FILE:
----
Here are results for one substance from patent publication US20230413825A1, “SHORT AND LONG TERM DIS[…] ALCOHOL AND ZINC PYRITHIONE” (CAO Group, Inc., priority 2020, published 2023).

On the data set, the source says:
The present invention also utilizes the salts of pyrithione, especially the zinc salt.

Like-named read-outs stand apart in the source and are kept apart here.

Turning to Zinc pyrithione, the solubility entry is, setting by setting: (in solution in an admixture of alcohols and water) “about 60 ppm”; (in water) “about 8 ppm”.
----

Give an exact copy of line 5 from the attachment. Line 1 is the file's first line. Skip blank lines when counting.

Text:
Turning to Zinc pyrithione, the solubility entry is, setting by setting: (in solution in an admixture of alcohols and water) “about 60 ppm”; (in water) “about 8 ppm”.